What is ‘Greenwashing’?

As far back as 2008, the term ‘Greenwashing’ was recognised as a less-than-honest marketing tool, to convince consumers to buy into an idea, or products. With more consumers wanting to be eco-friendly, greenwashing has become a marketing ploy, particularly in the cosmetic and skincare industry. So, how do we identify greenwashing, and avoid being misled when buy cosmetics or skincare?

Greenwashing in skincare. Pretty images can be misleading

In 2008, Hoffman and Hoffman published a book called Green: Your Place in the New Energy Revolution.  In this book, they explore issues surrounding our ideas about renewable energy, and how they can be manipulated:

“Greenwashing is what happens when a hopeful public eager to behave responsibly about the environment is presented with “evidence” that makes an industry… seem friendly to the environment when, in fact, the industry… is not as wholly amicable as it…might be 4.”    

We are now even more concerned about our stewardship of the environment, and the health of our own, and our family’s health. Therefore, many of us are taking action to minimise any harmful effects arising from our modern living habits. So, we want to know how our food is grown (or raised), and how we can minimise waste. Importantly, we also want to know how to make appropriate choices when we shop.

It makes sense that we extend this concern to what we put on our skin, the largest organ of our body. Because of this, our concern is the extent of greenwashing in skincare products, especially those marketed as organic, when clearly, they are not!

According the Soil Association, “Greenwashing is rife in the health and beauty industry5.” 

The Soil Association recognises increasing concern about how we are being misled by the labelling of cosmetic and skincare products. So, they took action to work with an independent researcher, exploring the extent of greenwashing in the industry. They decided to investigate the ingredients used in a sample of health, and beauty products, that claimed to be organic, but were not independently certified.

To do this, they need a measure so comparisons can be made. The international Cosmetic Organic Standard (COSMOS)6  is the gold standard for organic cosmetics and skincare. By using COSMOS as the benchmark, the researchers can identify ingredients that are not permitted in a certified organic product. In addition, they can check if the products contains any of the “Terrible Ten” ingredients, because they are considered to be potentially most harmful to human health, and the environment.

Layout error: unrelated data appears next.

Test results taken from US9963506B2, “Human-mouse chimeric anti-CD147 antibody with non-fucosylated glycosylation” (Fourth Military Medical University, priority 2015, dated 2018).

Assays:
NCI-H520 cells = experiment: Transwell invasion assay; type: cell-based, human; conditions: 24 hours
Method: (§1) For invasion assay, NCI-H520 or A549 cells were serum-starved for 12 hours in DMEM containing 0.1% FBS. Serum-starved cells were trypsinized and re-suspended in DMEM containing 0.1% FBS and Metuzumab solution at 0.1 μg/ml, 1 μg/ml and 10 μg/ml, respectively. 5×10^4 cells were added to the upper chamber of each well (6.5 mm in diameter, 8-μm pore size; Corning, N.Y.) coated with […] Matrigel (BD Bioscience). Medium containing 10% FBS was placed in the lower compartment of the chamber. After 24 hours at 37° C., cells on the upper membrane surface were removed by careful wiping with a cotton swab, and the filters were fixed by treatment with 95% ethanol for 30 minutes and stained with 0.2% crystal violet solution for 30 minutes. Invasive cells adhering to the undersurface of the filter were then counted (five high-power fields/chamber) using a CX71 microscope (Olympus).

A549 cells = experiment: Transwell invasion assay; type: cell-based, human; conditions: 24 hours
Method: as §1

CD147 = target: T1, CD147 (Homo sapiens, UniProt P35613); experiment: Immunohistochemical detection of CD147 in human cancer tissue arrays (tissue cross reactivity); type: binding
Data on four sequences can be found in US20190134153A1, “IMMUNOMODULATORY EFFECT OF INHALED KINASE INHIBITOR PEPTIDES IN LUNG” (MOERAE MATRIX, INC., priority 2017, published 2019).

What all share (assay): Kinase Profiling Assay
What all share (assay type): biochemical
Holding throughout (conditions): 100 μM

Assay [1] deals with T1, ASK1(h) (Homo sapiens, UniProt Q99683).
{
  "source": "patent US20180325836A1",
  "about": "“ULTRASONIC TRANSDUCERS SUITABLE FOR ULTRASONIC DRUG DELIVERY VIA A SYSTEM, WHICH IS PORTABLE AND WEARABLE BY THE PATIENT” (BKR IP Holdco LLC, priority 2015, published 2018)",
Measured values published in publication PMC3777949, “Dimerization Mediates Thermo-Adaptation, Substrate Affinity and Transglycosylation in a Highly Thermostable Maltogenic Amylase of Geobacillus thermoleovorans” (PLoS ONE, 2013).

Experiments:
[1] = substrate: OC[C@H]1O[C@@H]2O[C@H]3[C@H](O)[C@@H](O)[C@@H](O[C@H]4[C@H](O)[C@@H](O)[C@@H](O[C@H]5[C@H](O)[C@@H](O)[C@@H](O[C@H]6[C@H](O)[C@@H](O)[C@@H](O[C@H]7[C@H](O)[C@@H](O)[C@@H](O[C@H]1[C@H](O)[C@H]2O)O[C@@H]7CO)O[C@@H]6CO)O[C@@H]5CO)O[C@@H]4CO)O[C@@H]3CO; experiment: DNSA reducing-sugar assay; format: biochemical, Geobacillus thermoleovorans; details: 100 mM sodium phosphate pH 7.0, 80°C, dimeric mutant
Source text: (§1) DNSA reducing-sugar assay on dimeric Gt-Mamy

Setting the scene with pink roses evokes the idea of a natural and organic product.. This could indicate greenwashing in skincare.

The “Terrible Ten”

As part of the Soil Association Campaign for Clarity – Come Clean About Beauty, findings from the report are published on their website. Furthermore,  there is a ‘name and shame’ list of products that contain any ingredients that are not permitted in a certified organic product. They also include those that contain any of the “Terrible Ten” ingredients5. These can be found below:

1. Ethyl hexylsalicylate
2. Homosalate
3. Imidazolidinyl urea
4. Octinoxate
5. Octocrylene
6. PEGs: PEG-7; PEG-12; PEG-40; PEG-200
7. Polyquaternium 7
8. Polysorbate 20
9. Red 17 artificial colour 26100
10. Retinyl palmitate

So, next time you are shopping for organic cosmetics or skincare, take a look at the ingredients. Above all, make your own mind up about what you are happy to accept in your skincare products. In this way, you can become a savvy consumer, and vote with your purse!

You can be assured that none of our products at Purely Skincare contain any of the ‘Terrible Ten’ ingredients, nor any ingredients that are not permitted under the stringent COSMOS standards.

Using attractive flowers with salts may indicate greenwashing in skincare.

As part of this campaign, the Soil Association carried out an independent consumer study and found that there is:

“…..a direct link between what is on the pack and what people say they think about a product. It is clear from the results of this survey that the use of the word organic on the label has a positive effect on what people think about the whole of the product – with most consumers saying they would assume an organic product was sustainably made and that they were doing the right thing for the environment by choosing it.”

This shows that we are strongly influenced by the information on the label, and can easily be misled by the claims. Unfortunately, there are currently no legal standards to which cosmetics, and skincare products must adhere to. This means that any manufacturer can use the terms ‘organic’ or ‘natural’ on the label. So, even if the product actually contains little organic or natural ingredients, they are not currently breaking any laws.

We promise that all our organic ingredients are certified by the Soil Association (COSMOS). Furthermore, we promise that our natural ingredients are truly natural, and are certified where they can be.

Follow the campaign on twitter #campaign4clarity